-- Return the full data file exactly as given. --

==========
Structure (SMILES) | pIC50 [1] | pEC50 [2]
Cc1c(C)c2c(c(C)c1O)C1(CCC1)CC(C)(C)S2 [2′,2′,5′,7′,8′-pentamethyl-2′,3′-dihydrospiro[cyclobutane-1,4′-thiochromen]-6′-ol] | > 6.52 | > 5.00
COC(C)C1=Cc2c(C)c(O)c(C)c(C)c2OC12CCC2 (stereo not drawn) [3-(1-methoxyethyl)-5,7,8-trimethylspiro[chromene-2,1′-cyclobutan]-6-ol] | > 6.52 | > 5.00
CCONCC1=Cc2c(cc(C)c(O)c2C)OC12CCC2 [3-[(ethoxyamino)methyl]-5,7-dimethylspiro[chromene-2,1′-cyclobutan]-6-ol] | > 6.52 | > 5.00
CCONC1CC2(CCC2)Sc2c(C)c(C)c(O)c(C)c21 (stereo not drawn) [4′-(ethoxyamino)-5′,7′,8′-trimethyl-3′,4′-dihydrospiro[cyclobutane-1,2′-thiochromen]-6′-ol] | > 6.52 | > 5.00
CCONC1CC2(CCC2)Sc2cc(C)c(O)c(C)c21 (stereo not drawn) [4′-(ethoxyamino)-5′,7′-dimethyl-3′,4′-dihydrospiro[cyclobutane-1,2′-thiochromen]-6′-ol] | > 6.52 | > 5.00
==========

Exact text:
Structure (SMILES) | pIC50 [1] | pEC50 [2]
Cc1c(C)c2c(c(C)c1O)C1(CCC1)CC(C)(C)S2 [2′,2′,5′,7′,8′-pentamethyl-2′,3′-dihydrospiro[cyclobutane-1,4′-thiochromen]-6′-ol] | > 6.52 | > 5.00
COC(C)C1=Cc2c(C)c(O)c(C)c(C)c2OC12CCC2 (stereo not drawn) [3-(1-methoxyethyl)-5,7,8-trimethylspiro[chromene-2,1′-cyclobutan]-6-ol] | > 6.52 | > 5.00
CCONCC1=Cc2c(cc(C)c(O)c2C)OC12CCC2 [3-[(ethoxyamino)methyl]-5,7-dimethylspiro[chromene-2,1′-cyclobutan]-6-ol] | > 6.52 | > 5.00
CCONC1CC2(CCC2)Sc2c(C)c(C)c(O)c(C)c21 (stereo not drawn) [4′-(ethoxyamino)-5′,7′,8′-trimethyl-3′,4′-dihydrospiro[cyclobutane-1,2′-thiochromen]-6′-ol] | > 6.52 | > 5.00
CCONC1CC2(CCC2)Sc2cc(C)c(O)c(C)c21 (stereo not drawn) [4′-(ethoxyamino)-5′,7′-dimethyl-3′,4′-dihydrospiro[cyclobutane-1,2′-thiochromen]-6′-ol] | > 6.52 | > 5.00